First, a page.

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COMMONWEALTH PENNSYLVANIA v. CLIFTON CAMERON (07/06/89)

filed: July 6, 1989.

COMMONWEALTH OF PENNSYLVANIA, APPELLANT
v.
CLIFTON CAMERON



Appeal from the Suppression Order August 23, 1988 in the Court of Common Pleas of Philadelphia County, Criminal No. 8701-2113.

COUNSEL

Deborah Fleisher, Assistant District Attorney, Philadelphia, for Com., appellant.

Peter J. Scuderi, Philadelphia, for appellee.

Cirillo, President Judge, and Melinson and Hester, JJ.

Author: Cirillo

[ 385 Pa. Super. Page 493]

This is an appeal by the Commonwealth from an order entered by the Court of Common Pleas of Philadelphia County suppressing evidence obtained in the search of an abandoned house. The Commonwealth has certified that the order substantially handicaps its prosecution of the case. See Commonwealth v. Dugger, 506 Pa. 537, 486 A.2d 382 (1985).

The appellant, Clifton Cameron, was arrested by Philadelphia police for possession of a controlled substance, and

[ 385 Pa. Super. Page 494]

    possession with intent to deliver. Police had made an arrest at the house in question on the day prior to Cameron's arrest. Police Sergeant Michael Perrone went back to the house the following day. He observed people going in and out of the vestibule of the house within a short time period in a manner which was, in his experience, consonant with the sale of narcotics. He called for assistance, and went into the vestibule, the door to which was ajar. He then knocked on the inner door, which he knew led to a room boarded off from the rest of the house, and announced himself as a police officer. Cameron, who was in the room, asked him to wait. Perrone could see packets of white powder lying on a table through a hole in the door. He saw Cameron pick up the packets, and drop them behind the couch. Cameron opened the door; while one officer remained with Cameron, Perrone searched and found packets of cocaine under the floor boards.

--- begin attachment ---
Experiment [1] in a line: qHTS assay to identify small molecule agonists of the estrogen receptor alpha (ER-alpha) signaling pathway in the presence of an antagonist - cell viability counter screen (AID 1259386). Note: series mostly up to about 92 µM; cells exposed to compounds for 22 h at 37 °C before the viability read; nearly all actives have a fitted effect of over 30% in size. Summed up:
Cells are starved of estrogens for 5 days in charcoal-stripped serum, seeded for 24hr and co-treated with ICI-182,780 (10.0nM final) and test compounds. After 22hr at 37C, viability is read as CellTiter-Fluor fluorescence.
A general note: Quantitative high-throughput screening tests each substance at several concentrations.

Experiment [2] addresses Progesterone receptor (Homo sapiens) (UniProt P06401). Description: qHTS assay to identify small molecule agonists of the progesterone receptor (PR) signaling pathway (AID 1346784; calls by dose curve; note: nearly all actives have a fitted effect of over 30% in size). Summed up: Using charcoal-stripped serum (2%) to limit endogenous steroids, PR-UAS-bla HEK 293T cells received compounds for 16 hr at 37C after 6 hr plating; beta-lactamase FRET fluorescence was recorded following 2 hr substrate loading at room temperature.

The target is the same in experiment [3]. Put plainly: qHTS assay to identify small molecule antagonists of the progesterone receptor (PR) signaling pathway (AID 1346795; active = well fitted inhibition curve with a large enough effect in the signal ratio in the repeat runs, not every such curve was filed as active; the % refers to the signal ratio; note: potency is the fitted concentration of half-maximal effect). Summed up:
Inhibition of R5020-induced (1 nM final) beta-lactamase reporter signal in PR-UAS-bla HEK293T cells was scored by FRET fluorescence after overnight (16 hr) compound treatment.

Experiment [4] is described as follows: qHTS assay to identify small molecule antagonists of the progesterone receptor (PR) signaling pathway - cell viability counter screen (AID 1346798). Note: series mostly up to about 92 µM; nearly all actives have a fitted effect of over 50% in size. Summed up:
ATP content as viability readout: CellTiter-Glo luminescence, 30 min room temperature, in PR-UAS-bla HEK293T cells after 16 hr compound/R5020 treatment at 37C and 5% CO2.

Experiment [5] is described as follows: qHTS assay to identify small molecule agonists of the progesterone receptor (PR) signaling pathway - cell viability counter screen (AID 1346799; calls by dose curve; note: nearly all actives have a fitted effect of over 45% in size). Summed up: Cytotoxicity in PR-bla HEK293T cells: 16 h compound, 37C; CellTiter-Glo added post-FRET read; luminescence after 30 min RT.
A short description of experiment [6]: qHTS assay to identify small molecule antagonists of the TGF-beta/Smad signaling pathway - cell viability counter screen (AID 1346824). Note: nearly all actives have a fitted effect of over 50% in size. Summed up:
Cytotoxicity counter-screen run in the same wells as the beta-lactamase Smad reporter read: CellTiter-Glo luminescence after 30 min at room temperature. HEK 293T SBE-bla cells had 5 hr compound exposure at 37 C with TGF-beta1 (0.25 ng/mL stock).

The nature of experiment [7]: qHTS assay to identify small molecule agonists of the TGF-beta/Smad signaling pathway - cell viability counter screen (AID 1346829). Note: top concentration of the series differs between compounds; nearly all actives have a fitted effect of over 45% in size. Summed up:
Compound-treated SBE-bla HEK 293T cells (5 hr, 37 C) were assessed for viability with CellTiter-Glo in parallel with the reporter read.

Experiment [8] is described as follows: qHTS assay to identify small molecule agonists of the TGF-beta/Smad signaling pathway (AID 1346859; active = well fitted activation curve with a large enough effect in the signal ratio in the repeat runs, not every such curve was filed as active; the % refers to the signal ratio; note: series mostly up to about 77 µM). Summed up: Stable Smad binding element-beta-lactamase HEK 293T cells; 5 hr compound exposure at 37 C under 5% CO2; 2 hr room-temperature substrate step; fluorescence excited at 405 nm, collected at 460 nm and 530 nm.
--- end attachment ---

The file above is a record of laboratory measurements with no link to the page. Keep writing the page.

Cameron moved to suppress the evidence, claiming that a search warrant should have been obtained. At the hearing on the motion to suppress, the Commonwealth put on testimony of only one witness, Sergeant Michael Perrone, who had conducted the search and made the arrest. Perrone testified that he had arrested another individual in the house the day before the search in question here, and so was familiar with the property. He described the house as an abandoned rowhouse on Ruby Street in West Philadelphia:

There are two doors to the left and there is a door to the right. The door to the left, the outer door leads to a vestibule area. Then there is another door. This door leads to a room. This room is approximately 12 feet by 15 feet, and the room is sealed from what was the kitchen area of this property.

There is still an old sink and old range and some cabinets were in the back area . . . . There is no running water, but debris, ...


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